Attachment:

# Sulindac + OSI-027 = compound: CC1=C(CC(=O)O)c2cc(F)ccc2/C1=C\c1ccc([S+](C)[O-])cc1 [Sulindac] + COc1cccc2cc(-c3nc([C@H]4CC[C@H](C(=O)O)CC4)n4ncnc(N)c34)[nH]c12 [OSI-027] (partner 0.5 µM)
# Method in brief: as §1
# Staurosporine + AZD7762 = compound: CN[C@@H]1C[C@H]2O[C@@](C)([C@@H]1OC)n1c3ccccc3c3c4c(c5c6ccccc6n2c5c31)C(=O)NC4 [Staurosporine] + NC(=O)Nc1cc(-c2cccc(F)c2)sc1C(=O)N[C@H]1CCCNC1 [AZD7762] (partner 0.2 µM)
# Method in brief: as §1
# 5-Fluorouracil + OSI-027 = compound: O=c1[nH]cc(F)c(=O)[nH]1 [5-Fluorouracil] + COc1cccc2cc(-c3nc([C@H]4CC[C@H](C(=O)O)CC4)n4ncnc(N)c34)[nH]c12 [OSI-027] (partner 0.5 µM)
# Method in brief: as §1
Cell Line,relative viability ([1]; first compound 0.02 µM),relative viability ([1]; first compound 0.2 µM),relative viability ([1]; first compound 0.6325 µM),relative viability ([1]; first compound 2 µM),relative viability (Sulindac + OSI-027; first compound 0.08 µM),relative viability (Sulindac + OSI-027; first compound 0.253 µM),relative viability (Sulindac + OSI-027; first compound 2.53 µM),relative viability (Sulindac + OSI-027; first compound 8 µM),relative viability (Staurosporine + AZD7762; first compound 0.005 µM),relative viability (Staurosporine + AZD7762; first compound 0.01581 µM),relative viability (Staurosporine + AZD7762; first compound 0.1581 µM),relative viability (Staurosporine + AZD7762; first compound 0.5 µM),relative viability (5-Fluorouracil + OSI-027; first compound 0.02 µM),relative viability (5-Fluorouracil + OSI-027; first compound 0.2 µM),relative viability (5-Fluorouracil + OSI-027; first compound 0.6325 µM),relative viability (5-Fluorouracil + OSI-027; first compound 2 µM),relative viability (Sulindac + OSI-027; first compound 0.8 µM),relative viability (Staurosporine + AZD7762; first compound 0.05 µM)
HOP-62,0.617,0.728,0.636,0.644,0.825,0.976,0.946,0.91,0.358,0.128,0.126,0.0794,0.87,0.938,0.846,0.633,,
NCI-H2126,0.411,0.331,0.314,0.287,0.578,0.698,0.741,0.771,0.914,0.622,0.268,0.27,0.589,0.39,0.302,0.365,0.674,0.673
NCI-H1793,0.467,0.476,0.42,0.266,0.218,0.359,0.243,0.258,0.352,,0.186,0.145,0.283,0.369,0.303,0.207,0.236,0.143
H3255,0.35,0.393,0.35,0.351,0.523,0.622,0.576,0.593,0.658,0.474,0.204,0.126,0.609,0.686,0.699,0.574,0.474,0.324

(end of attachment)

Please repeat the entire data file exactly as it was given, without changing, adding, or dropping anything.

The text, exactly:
# Sulindac + OSI-027 = compound: CC1=C(CC(=O)O)c2cc(F)ccc2/C1=C\c1ccc([S+](C)[O-])cc1 [Sulindac] + COc1cccc2cc(-c3nc([C@H]4CC[C@H](C(=O)O)CC4)n4ncnc(N)c34)[nH]c12 [OSI-027] (partner 0.5 µM)
# Method in brief: as §1
# Staurosporine + AZD7762 = compound: CN[C@@H]1C[C@H]2O[C@@](C)([C@@H]1OC)n1c3ccccc3c3c4c(c5c6ccccc6n2c5c31)C(=O)NC4 [Staurosporine] + NC(=O)Nc1cc(-c2cccc(F)c2)sc1C(=O)N[C@H]1CCCNC1 [AZD7762] (partner 0.2 µM)
# Method in brief: as §1
# 5-Fluorouracil + OSI-027 = compound: O=c1[nH]cc(F)c(=O)[nH]1 [5-Fluorouracil] + COc1cccc2cc(-c3nc([C@H]4CC[C@H](C(=O)O)CC4)n4ncnc(N)c34)[nH]c12 [OSI-027] (partner 0.5 µM)
# Method in brief: as §1
Cell Line,relative viability ([1]; first compound 0.02 µM),relative viability ([1]; first compound 0.2 µM),relative viability ([1]; first compound 0.6325 µM),relative viability ([1]; first compound 2 µM),relative viability (Sulindac + OSI-027; first compound 0.08 µM),relative viability (Sulindac + OSI-027; first compound 0.253 µM),relative viability (Sulindac + OSI-027; first compound 2.53 µM),relative viability (Sulindac + OSI-027; first compound 8 µM),relative viability (Staurosporine + AZD7762; first compound 0.005 µM),relative viability (Staurosporine + AZD7762; first compound 0.01581 µM),relative viability (Staurosporine + AZD7762; first compound 0.1581 µM),relative viability (Staurosporine + AZD7762; first compound 0.5 µM),relative viability (5-Fluorouracil + OSI-027; first compound 0.02 µM),relative viability (5-Fluorouracil + OSI-027; first compound 0.2 µM),relative viability (5-Fluorouracil + OSI-027; first compound 0.6325 µM),relative viability (5-Fluorouracil + OSI-027; first compound 2 µM),relative viability (Sulindac + OSI-027; first compound 0.8 µM),relative viability (Staurosporine + AZD7762; first compound 0.05 µM)
HOP-62,0.617,0.728,0.636,0.644,0.825,0.976,0.946,0.91,0.358,0.128,0.126,0.0794,0.87,0.938,0.846,0.633,,
NCI-H2126,0.411,0.331,0.314,0.287,0.578,0.698,0.741,0.771,0.914,0.622,0.268,0.27,0.589,0.39,0.302,0.365,0.674,0.673
NCI-H1793,0.467,0.476,0.42,0.266,0.218,0.359,0.243,0.258,0.352,,0.186,0.145,0.283,0.369,0.303,0.207,0.236,0.143
H3255,0.35,0.393,0.35,0.351,0.523,0.622,0.576,0.593,0.658,0.474,0.204,0.126,0.609,0.686,0.699,0.574,0.474,0.324